Fraunhofer ILT from Aachen relies on a clever combination of robotics and a laser scanner with new optics as well as process monitoring, which it has developed...

Im Focus: The pyrenoid is a carbon-fixing liquid droplet

Plants and algae use the enzyme Rubisco to fix carbon dioxide, removing it from the atmosphere and converting it into biomass. Algae have figured out a way to increase the efficiency of carbon fixation. They gather most of their Rubisco into a ball-shaped microcompartment called the pyrenoid, which they flood with a high local concentration of carbon dioxide. A team of scientists at Princeton University, the Carnegie Institution for Science, Stanford University and the Max Plank Institute of Biochemistry have unravelled the mysteries of how the pyrenoid is assembled. These insights can help to engineer crops that remove more carbon dioxide from the atmosphere while producing more food.

A warming planet

Im Focus: Highly precise wiring in the Cerebral Cortex

Our brains house extremely complex neuronal circuits, whose detailed structures are still largely unknown. This is especially true for the so-called cerebral cortex of mammals, where among other things vision, thoughts or spatial orientation are being computed. Here the rules by which nerve cells are connected to each other are only partly understood. A team of scientists around Moritz Helmstaedter at the Frankfiurt Max Planck Institute for Brain Research and Helene Schmidt (Humboldt University in Berlin) have now discovered a surprisingly precise nerve cell connectivity pattern in the part of the cerebral cortex that is responsible for orienting the individual animal or human in space.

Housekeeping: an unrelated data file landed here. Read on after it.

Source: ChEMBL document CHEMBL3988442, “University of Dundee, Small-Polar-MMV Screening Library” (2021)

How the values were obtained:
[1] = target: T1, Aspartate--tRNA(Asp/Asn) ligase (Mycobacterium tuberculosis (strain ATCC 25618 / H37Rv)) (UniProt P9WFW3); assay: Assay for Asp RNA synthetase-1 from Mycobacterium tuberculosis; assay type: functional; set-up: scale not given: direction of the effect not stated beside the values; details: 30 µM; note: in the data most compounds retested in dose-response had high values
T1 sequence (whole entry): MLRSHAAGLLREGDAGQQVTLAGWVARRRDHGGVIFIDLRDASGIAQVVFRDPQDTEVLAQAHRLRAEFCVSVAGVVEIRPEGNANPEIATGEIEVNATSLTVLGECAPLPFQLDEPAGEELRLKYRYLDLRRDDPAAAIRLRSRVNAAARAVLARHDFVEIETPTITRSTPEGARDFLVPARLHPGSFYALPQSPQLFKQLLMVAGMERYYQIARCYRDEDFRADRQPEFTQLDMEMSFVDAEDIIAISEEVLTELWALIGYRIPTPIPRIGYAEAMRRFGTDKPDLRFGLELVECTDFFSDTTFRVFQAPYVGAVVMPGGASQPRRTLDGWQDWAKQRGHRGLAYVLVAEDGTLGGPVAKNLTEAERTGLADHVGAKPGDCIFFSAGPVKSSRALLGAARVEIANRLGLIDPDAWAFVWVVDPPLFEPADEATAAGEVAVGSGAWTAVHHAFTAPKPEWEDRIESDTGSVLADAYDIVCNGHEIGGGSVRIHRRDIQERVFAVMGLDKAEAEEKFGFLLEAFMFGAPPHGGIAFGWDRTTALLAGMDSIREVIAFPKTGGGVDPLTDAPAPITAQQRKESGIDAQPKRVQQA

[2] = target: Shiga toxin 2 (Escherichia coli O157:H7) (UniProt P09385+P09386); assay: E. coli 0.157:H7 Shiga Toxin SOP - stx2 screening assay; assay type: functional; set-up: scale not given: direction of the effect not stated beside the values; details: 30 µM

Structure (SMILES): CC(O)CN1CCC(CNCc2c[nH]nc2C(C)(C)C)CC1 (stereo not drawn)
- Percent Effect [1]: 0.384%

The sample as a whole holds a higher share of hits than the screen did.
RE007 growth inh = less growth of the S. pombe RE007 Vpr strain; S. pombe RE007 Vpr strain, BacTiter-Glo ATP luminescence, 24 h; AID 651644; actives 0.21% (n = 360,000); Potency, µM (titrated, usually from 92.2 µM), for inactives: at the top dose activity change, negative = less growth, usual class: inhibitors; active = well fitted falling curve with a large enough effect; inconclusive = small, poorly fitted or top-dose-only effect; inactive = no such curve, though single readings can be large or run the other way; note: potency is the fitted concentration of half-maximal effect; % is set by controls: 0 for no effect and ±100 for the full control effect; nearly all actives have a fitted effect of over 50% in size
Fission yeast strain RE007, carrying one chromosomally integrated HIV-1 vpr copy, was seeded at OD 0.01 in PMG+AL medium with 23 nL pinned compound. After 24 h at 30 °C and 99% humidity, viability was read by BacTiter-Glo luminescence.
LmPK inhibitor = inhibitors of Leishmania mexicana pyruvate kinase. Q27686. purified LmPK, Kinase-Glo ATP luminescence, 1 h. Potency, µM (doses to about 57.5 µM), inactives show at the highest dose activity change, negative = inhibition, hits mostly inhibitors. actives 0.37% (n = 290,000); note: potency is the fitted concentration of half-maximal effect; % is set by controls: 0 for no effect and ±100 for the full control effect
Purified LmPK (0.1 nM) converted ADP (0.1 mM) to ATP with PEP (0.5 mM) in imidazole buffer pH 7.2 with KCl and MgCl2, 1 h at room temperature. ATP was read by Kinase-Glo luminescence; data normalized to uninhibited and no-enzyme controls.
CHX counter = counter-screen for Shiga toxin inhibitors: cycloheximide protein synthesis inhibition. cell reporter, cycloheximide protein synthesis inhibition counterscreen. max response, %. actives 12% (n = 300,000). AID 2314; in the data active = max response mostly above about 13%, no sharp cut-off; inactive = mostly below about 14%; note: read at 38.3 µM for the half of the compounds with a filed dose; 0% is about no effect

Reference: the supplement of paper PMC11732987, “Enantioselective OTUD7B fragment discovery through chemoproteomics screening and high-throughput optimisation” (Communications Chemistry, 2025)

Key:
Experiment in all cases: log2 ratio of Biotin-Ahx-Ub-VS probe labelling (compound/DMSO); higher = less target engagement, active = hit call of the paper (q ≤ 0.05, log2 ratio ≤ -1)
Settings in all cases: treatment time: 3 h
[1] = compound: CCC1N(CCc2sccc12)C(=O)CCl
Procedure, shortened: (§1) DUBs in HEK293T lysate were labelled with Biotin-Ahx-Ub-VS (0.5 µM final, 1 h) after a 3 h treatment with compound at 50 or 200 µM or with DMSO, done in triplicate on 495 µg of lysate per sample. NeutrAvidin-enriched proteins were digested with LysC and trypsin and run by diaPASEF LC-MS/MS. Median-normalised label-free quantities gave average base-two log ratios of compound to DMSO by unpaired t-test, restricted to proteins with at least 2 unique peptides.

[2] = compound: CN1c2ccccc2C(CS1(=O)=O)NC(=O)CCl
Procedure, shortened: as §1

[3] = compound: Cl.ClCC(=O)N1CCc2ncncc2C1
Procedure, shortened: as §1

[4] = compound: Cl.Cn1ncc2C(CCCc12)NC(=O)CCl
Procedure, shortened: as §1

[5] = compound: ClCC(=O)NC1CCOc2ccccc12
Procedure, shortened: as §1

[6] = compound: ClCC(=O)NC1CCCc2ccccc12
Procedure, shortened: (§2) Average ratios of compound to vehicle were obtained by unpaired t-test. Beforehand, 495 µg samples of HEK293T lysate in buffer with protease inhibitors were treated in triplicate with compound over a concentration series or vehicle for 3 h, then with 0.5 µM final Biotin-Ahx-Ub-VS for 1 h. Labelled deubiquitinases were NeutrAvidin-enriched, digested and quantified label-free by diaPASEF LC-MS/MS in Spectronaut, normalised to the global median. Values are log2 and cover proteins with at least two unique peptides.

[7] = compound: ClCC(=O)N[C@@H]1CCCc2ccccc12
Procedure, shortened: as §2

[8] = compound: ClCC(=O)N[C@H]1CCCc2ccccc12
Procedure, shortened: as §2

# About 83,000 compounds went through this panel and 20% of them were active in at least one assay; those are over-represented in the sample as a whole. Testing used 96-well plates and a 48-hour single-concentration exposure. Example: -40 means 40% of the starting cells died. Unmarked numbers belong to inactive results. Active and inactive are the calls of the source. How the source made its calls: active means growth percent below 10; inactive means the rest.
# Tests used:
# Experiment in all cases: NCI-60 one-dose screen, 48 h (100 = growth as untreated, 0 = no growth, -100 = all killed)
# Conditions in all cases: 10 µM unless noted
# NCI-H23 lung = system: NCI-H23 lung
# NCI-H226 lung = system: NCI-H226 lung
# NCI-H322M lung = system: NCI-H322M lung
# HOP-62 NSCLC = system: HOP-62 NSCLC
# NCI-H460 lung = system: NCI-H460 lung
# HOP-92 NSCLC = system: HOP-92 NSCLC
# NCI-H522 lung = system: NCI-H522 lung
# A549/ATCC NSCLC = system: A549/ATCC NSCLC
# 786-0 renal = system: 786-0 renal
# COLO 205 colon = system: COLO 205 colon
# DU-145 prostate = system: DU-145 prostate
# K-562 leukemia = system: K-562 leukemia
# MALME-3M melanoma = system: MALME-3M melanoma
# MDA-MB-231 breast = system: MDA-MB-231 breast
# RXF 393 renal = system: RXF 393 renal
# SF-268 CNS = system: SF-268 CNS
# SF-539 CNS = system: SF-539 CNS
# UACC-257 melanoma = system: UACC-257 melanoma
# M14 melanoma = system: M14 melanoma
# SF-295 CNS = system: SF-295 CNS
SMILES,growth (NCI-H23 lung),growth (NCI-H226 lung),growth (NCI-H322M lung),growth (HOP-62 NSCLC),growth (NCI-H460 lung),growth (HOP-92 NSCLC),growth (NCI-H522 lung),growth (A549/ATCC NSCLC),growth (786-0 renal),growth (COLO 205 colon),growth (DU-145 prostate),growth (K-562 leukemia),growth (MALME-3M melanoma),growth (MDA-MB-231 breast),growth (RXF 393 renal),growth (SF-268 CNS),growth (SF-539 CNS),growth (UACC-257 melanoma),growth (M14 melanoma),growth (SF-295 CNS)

The researchers report online in Nature (Schmidt et al., 2017. Axonal synapse sorting in medial entorhinal cortex, DOI: 10.1038/nature24005) that synapses in...

Im Focus: Tiny lasers from a gallery of whispers

New technique promises tunable laser devices

Whispering gallery mode (WGM) resonators are used to make tiny micro-lasers, sensors, switches, routers and other devices. These tiny structures rely on a...

Im Focus: Ultrafast snapshots of relaxing electrons in solids

Using ultrafast flashes of laser and x-ray radiation, scientists at the Max Planck Institute of Quantum Optics (Garching, Germany) took snapshots of the briefest electron motion inside a solid material to date. The electron motion lasted only 750 billionths of the billionth of a second before it fainted, setting a new record of human capability to capture ultrafast processes inside solids!

When x-rays shine onto solid materials or large molecules, an electron is pushed away from its original place near the nucleus of the atom, leaving a hole...

All Focus news of the innovation-report >>>

Anzeige

Anzeige

Event News

“Lasers in Composites Symposium” in Aachen – from Science to Application

19.09.2017 | Event News

I-ESA 2018 – Call for Papers

12.09.2017 | Event News

EMBO at Basel Life, a new conference on current and emerging life science research

06.09.2017 | Event News

 
Latest News

Fraunhofer ISE Pushes World Record for Multicrystalline Silicon Solar Cells to 22.3 Percent

25.09.2017 | Power and Electrical Engineering

Usher syndrome: Gene therapy restores hearing and balance

25.09.2017 | Health and Medicine

An international team of physicists a coherent amplification effect in laser excited dielectrics

25.09.2017 | Physics and Astronomy

VideoLinks
B2B-VideoLinks
More VideoLinks >>>